Risk assessment of comorbidities on 30-day avoidable hospital readmissions among internal medicine patients.

Link to article at PubMed

Related Articles

Risk assessment of comorbidities on 30-day avoidable hospital readmissions among internal medicine patients.

J Eval Clin Pract. 2017 Apr;23(2):391-401

Authors: Hijazi HH, Alyahya MS, Hammouri HM, Alshraideh HA

RATIONALE, AIMS AND OBJECTIVES: Reducing the rate of hospital readmissions, particularly avoidable ones, has significant implications on patient outcomes, cost containment, and quality of care. Given that the reason of readmission may differ from the patient's main diagnosis in the index admission, this study aims to assess the influence of index comorbidities on the primary readmission diagnoses and explore the risk of deemed avoidable readmission because of prior comorbidities.
METHODS: A retrospective review of 3962 discharges was conducted at a 527-bed teaching hospital in Jordan, utilizing data related to 2025 internal medicine patients.
RESULTS: Among all discharges, 29% were followed by a 30-day readmission, of which 13% were identified as potentially avoidable. Of all readmissions, 36% of patients were readmitted because of one of the comorbidities that had been identified at index admission. In addition, 47% of the potentially avoidable readmissions had a main diagnosis that was one of the index comorbidities. The results also showed an association between readmission for one of the index stay's comorbidities and being avoidable, with an adjusted odds ratio of 2.12 (95% confidence interval, 1.65-2.72). Overall, the presence of certain diseases, being identified as one of the preceding comorbidities, was found to have a substantial influence on the risk of potentially avoidable readmission. These diseases included digestive, circulatory, respiratory, genitourinary systems, and infectious and parasitic diseases (adjusted relative risks = 1.57, 1.49, 1.36, 1.30, and 2.30, respectively).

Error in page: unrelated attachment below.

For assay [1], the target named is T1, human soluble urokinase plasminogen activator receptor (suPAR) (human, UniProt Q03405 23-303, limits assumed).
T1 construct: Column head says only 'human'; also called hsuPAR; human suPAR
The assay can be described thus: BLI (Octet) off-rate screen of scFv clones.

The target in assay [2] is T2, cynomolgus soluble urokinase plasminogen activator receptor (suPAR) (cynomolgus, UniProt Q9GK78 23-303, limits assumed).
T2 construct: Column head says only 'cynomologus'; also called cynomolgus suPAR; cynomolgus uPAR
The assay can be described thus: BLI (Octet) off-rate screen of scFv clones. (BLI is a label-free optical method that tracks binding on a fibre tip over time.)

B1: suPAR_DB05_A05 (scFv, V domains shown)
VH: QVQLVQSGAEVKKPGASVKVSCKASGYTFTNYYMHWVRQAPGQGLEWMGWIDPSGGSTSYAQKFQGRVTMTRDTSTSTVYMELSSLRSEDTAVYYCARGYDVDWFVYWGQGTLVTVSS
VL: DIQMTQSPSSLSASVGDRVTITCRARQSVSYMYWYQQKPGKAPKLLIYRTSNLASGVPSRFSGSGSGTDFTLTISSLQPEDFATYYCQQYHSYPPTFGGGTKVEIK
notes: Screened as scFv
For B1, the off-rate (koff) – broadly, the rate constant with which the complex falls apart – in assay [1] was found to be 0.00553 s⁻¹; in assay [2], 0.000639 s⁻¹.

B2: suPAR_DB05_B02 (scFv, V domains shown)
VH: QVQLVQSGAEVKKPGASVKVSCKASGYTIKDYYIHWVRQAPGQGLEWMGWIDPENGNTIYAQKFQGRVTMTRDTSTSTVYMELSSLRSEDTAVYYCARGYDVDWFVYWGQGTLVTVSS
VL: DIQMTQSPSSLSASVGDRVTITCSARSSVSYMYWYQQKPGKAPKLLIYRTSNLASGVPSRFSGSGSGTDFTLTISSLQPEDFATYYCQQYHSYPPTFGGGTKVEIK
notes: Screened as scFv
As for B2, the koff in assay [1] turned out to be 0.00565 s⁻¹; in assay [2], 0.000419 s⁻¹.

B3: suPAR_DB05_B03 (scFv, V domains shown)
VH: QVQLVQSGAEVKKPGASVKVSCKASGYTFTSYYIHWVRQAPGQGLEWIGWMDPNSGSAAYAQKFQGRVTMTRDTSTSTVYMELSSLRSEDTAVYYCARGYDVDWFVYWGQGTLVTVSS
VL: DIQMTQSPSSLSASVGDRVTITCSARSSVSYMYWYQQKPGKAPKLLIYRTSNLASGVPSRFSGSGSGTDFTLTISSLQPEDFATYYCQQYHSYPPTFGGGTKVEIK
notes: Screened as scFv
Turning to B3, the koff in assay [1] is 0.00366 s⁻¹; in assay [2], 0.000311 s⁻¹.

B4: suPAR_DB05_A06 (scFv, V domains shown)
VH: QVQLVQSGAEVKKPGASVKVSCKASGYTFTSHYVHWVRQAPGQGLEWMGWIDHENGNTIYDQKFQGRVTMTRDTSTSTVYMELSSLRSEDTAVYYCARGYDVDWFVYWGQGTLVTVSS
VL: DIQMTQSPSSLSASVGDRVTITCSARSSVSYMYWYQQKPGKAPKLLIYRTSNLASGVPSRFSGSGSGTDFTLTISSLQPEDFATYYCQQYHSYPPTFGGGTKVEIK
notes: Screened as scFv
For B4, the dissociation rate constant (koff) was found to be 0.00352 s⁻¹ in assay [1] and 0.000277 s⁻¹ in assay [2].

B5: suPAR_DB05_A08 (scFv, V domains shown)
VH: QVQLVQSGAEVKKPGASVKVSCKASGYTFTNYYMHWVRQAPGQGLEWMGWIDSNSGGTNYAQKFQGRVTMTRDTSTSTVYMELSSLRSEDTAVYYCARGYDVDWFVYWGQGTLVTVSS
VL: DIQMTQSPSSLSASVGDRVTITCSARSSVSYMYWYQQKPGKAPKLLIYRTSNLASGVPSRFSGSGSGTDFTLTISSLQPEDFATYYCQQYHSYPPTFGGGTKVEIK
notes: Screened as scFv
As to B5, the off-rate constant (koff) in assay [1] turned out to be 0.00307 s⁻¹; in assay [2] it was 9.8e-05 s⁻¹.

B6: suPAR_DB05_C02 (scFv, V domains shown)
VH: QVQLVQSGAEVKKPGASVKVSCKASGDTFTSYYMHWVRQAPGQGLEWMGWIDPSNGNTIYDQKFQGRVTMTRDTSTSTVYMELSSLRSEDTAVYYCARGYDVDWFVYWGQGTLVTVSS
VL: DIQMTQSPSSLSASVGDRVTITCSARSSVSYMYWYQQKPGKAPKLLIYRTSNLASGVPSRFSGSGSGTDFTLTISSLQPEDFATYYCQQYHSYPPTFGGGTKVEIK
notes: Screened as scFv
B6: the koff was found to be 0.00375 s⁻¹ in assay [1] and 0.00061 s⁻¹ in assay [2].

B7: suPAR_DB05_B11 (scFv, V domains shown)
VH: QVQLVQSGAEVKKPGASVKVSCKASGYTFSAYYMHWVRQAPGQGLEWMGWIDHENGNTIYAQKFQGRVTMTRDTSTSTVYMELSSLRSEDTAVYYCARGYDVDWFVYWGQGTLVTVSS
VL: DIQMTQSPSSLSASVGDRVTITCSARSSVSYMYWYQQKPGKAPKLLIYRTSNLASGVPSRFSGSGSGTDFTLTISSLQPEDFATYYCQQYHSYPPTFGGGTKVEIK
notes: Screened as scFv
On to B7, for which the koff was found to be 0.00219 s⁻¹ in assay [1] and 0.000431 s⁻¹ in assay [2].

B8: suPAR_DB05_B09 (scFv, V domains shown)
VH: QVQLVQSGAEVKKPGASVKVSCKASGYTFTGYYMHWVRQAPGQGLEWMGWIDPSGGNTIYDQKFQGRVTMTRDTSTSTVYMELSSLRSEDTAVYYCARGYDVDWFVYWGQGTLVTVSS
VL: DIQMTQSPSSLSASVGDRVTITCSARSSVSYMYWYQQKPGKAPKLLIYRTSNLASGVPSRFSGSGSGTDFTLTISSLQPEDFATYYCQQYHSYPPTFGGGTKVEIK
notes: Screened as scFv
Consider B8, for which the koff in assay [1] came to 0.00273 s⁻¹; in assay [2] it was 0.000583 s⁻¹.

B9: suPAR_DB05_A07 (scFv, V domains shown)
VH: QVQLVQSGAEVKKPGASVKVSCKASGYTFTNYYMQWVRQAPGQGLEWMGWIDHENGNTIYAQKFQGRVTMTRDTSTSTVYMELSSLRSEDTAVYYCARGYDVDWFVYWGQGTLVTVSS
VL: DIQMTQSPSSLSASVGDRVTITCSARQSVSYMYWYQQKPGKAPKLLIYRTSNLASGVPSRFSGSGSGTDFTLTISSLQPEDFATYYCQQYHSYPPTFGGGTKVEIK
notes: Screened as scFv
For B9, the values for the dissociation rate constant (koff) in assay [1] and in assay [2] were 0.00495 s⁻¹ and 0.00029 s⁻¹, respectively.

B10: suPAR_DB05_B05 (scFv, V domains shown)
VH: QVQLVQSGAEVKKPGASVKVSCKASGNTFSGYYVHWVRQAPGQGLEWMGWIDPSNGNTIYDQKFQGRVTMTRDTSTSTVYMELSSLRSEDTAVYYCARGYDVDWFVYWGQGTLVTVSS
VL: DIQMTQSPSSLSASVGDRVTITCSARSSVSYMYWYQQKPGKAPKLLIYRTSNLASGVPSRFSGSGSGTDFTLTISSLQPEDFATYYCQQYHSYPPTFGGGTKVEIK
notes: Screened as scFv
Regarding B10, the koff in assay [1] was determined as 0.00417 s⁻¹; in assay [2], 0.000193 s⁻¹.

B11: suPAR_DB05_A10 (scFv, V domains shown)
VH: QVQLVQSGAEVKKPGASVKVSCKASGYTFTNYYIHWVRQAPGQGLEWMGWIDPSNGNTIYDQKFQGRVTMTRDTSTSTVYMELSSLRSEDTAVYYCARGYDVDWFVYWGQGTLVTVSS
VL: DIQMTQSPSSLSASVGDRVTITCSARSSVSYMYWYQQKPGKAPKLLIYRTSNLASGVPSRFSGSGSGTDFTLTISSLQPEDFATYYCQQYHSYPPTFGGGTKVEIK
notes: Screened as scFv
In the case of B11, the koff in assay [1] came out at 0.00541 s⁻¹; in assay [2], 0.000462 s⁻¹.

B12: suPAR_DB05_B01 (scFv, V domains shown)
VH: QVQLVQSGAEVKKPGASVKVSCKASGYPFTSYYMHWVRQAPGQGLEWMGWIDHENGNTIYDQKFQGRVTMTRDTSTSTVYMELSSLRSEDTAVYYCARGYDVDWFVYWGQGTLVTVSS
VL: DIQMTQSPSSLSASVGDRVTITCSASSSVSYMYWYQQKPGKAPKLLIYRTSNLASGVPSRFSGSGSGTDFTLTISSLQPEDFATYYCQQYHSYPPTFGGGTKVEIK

CONCLUSION: To help reduce the rates of readmission, potential gains seem available if hospitals adopt clinical practices that support the patient's care during the post-discharge transition. This implies that health care providers need to pay more attention to the comorbidities of high-risk patients to be closely monitored after discharge.

PMID: 27576302 [PubMed - indexed for MEDLINE]

Leave a Reply

Your email address will not be published. Required fields are marked *